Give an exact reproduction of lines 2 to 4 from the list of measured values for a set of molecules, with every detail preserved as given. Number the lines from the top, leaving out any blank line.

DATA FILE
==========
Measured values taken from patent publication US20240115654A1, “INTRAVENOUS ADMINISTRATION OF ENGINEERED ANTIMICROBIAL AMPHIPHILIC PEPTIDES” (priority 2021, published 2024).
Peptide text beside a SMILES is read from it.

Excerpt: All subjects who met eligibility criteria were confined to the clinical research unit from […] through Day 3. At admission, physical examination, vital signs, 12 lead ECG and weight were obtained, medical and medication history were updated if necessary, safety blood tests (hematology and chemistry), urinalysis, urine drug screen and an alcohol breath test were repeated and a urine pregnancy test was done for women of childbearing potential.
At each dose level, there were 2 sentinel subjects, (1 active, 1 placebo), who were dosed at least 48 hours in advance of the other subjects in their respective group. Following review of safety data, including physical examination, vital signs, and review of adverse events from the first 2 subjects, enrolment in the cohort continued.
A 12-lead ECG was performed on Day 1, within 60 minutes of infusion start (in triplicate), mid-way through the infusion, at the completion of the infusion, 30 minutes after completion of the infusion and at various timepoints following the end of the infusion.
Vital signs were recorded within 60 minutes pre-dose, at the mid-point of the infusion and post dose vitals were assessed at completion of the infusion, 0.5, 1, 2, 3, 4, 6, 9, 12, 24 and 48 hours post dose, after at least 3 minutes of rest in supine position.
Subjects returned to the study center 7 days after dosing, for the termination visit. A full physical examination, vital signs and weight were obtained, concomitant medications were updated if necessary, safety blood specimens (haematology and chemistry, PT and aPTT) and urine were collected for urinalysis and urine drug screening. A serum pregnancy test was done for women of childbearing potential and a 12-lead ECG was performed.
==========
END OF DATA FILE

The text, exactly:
Peptide text beside a SMILES is read from it.

Excerpt: All subjects who met eligibility criteria were confined to the clinical research unit from […] through Day 3. At admission, physical examination, vital signs, 12 lead ECG and weight were obtained, medical and medication history were updated if necessary, safety blood tests (hematology and chemistry), urinalysis, urine drug screen and an alcohol breath test were repeated and a urine pregnancy test was done for women of childbearing potential.
At each dose level, there were 2 sentinel subjects, (1 active, 1 placebo), who were dosed at least 48 hours in advance of the other subjects in their respective group. Following review of safety data, including physical examination, vital signs, and review of adverse events from the first 2 subjects, enrolment in the cohort continued.